"Rare Moment of Hope". Jonah Blank, a senior political scientist at RAND Corporation and former U.S. official who handled Afghan issues, gives us his reasons for optimism when it comes to the future of Afghanistan under President Ghani's watch. Read "Give Ghani a Chance: Why this time is different", The RAND Blog, March 31, 2015.

Women in Peacekeeping. As peacekeeping has evolved to encompass a broader humanitarian approach, women have become increasingly part of the peacekeeping family. Women are now deployed in all areas of peacekeeping as members of police, military, and civilian entities. They are key in supporting the role of women in building peace and protecting women's rights. Learn more about women in peacekeeping from this online article by the United Nations.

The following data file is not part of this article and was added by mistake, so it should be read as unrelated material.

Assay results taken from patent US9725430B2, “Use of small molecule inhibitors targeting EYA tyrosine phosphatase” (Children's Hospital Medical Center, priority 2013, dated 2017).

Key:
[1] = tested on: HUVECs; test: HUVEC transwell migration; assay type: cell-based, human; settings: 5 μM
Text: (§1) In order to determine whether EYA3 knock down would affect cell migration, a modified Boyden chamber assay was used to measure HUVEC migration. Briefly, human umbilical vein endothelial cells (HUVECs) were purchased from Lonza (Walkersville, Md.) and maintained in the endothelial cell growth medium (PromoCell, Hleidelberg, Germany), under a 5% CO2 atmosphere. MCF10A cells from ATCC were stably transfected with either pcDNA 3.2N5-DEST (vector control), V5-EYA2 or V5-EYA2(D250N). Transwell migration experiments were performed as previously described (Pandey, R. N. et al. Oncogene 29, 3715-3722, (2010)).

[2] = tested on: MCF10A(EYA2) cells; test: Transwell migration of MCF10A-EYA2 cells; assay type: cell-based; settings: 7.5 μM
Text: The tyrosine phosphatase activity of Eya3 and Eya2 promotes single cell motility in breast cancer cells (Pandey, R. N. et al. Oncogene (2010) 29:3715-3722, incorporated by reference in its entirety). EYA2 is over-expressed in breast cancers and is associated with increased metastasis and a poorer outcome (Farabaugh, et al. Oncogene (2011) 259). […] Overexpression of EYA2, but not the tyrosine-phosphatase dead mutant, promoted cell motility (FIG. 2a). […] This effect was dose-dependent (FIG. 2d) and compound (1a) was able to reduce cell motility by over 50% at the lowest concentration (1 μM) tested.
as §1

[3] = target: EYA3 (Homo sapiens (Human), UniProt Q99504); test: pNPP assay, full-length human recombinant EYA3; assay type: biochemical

DoDIG Report on GIRoA Controls over Contract Management. This Department of Defense Inspector General report found that the government of Afghanistan's Ministries of Defense and Interior did not have effective controls over the contract management process for U.S. direct assistance funding provided to sustain the Afghan National Security Forces (ANSF).  The Ministry of Finance (MoF) was also found to be at fault. The report also found that ". . . CSTC-A did not hold the ministries accountable for not instituting the necessary controls over the contract management process and did not enforce the requirements within the commitment letters". The report recommends that CSTC-A use the ministerial advisory contract to place subject matter experts within the ministries to develop and increase the capacity of MoI and MoD to manage contracts appropriately.  Read the report, DODIG-2015-082 dated February 26, 2015.